Believe it or not, change is not bad. Everything in life undergoes changes, from the seasons to our presidents. So, why is it hard for us to accept change when it comes to people's lives?
Maybe, it's because of fear. We fear change because we fear the unknown. We know what we like, so if anything different comes along, even if it's better, we are ready to reject it.
Too often, we do this with our friends. We condemn the foreign behaviors we manage to suspect.
This approach stems from defense, as we hate seeing what we know become something else. But, the truth is that we aren't the people we were years ago and as we age, we shouldn't continue to be the same people either.
Change is good — here's why:
Because you should never stop learning
Life has more lessons to teach than we have time to learn. No matter where you are in life, as a father, son, student or employee, there is always room for improvement.
For some, it's easy to sense when the time has come to strive toward the next level. For others, it takes drastic measures to see that where they are is not where they want to be permanently.
It takes a certain amount of self-awareness and humility to get to the next stage of our progressions as individuals. Accepting that we don’t know it all is half of the battle.
And of course, we must be willing to learn, become students and build from what we already know. It’s a process that inevitably leads to shedding old habits and sometimes, becoming a different person.
Because sometimes, you have to focus on you
For some reason, phrases like, "I never changed" and "I’ve always been the same,” are popular in today’s society. It's as if never evolving as an individual is an honorable trait to have.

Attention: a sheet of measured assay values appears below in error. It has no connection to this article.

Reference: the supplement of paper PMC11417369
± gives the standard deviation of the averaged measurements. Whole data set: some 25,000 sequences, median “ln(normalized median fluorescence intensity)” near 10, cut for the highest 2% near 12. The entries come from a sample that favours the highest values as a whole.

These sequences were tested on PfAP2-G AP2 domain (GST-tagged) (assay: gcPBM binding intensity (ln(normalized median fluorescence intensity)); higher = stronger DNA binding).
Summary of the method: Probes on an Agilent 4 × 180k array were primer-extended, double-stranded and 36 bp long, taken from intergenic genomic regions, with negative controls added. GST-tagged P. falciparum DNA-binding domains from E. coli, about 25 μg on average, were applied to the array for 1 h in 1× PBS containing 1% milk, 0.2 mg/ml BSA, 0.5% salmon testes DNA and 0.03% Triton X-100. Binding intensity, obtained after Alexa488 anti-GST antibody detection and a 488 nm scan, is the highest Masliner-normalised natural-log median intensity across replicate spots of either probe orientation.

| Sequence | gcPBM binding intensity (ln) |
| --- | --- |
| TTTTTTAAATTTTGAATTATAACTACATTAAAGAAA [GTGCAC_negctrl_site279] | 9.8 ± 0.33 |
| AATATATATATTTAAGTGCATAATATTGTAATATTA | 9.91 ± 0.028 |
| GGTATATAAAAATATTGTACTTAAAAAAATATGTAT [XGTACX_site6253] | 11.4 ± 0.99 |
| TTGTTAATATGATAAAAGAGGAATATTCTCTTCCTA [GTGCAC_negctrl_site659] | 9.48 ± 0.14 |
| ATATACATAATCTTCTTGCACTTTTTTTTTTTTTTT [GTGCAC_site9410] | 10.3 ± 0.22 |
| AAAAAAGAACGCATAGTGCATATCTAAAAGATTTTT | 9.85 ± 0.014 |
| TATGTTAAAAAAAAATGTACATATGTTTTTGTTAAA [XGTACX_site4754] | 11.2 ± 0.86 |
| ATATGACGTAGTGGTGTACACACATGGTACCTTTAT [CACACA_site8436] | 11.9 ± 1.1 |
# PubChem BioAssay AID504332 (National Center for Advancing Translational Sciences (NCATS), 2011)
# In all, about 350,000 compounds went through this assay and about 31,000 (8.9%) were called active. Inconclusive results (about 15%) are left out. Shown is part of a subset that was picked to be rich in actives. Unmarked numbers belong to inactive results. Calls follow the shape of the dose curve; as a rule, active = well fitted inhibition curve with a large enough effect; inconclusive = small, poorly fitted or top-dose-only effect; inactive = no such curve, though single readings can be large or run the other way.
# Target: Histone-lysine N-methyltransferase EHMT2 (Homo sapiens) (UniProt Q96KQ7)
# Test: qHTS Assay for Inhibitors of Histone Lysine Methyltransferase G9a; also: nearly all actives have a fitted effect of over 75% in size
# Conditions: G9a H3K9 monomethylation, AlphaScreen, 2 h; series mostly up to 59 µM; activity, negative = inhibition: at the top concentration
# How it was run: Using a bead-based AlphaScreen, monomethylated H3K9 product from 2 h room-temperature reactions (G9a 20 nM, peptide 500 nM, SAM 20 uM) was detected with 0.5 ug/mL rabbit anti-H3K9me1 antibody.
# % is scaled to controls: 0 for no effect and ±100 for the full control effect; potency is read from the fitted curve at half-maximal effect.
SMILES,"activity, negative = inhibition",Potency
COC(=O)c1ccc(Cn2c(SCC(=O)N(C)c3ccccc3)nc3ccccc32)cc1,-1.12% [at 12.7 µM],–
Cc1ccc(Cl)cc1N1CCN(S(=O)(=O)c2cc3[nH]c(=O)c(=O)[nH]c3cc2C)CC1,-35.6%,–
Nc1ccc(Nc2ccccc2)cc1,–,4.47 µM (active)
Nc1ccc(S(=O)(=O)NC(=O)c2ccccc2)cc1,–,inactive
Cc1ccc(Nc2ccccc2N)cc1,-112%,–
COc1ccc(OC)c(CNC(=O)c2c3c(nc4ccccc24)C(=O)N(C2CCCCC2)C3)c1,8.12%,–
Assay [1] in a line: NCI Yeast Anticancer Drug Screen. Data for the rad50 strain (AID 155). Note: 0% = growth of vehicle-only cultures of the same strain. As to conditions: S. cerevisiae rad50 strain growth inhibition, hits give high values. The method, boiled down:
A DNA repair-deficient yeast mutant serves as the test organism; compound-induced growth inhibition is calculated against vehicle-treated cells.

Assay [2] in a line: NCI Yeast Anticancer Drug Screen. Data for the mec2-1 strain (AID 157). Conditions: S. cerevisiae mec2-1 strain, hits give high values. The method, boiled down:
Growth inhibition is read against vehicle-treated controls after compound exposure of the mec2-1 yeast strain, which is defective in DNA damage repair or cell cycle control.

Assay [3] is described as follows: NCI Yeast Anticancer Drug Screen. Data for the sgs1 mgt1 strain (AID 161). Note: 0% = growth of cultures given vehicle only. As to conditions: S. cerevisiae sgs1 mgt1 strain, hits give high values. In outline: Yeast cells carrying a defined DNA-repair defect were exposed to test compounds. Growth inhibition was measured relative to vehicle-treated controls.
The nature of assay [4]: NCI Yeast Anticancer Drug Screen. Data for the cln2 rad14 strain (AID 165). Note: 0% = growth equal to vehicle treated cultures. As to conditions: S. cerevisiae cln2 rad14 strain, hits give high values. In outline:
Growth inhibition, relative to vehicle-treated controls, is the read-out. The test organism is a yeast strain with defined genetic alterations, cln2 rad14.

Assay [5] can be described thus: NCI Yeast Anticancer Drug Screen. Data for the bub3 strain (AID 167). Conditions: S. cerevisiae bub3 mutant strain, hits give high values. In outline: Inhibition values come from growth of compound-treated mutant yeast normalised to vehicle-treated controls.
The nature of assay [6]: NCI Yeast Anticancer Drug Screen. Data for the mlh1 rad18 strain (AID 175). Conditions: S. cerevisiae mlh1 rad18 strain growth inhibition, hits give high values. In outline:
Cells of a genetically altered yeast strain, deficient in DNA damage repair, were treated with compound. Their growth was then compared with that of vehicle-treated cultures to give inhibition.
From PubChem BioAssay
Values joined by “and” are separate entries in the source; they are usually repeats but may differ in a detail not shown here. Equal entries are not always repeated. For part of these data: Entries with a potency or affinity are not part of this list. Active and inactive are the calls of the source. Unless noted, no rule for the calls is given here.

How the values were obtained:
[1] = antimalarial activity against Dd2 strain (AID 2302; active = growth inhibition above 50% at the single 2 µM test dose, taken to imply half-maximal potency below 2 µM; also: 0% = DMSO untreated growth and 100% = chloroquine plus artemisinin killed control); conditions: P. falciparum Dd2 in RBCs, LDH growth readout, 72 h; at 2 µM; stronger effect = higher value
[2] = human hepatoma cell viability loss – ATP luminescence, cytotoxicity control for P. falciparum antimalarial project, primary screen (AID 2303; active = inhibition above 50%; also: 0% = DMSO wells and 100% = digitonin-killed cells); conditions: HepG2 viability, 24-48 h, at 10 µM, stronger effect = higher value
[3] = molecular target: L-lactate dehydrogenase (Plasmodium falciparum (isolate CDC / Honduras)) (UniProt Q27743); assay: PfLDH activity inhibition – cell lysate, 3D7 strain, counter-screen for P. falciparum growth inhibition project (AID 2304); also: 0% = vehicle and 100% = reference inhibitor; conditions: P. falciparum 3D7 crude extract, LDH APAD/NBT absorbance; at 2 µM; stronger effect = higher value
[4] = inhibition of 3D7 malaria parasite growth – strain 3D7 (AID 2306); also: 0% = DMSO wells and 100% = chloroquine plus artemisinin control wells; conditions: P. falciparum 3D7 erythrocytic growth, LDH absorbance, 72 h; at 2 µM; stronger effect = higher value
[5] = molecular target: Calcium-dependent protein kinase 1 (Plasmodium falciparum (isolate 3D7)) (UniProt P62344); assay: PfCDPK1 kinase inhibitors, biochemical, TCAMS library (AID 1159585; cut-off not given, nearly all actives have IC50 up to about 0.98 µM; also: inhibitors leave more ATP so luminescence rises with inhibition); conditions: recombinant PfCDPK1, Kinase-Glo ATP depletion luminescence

Often, we distinguish the choices our friends make as betrayal, as we fail to discern whether the changes they make are what's best for them. If we're not careful, our judgment may prevent the very friends we love from evolving.
We can't hold people accountable for the decisions we think are best for them; that's not our job. Our job is to support them. We also can't let our friends guilt us into being the same people we always have been for their sakes.
The truth is that sometimes, you must do what’s best for you. If that comes at the expense of a “friend,” it just means he or she was not your friend in the first place.
As our lives progress, it is our duty to progress with them. What worked for us at age 16 won’t work for us at age 21 and certainly will not work at age 25.
A testament of a true friendship is not only the ability to accept someone for who he or she is, but for the person he or she is destined to become.
Because of your dreams
To go somewhere you've never gone, you must do something you've never done. There comes a time in life when nothing will be more important than reaching your potential. And, for some, such a time causes significant changes in our approaches to life.
Professional athletics is a business in which they measure talented athletes against talented athletes. What separates good from great, however, is the work one is willing to put in: the lifestyle, diet, off-season workouts and conditioning.
The same goes for the average kid turned honor-roll student or person studying for the bar exam. The choice to turn a job into a lifestyle is a decision that translates directly to the workplace, whether your office is the gridiron, canvas or a desk.
The same concept goes for us as we begin to branch off into the depths of who we are. Personal goals and benchmarks we set for ourselves become more important as we age.
We want these things more than ever before and the excuse for not moving out of mom's, finishing that degree or killing that habit, becomes less intense as time ticks by.
We should welcome enlightenment rather than shun it. We should revel at revelation instead of glorifying complacency; we should praise change instead of despise it.
Love the growth our friends experience and just maybe, they will do the same in return.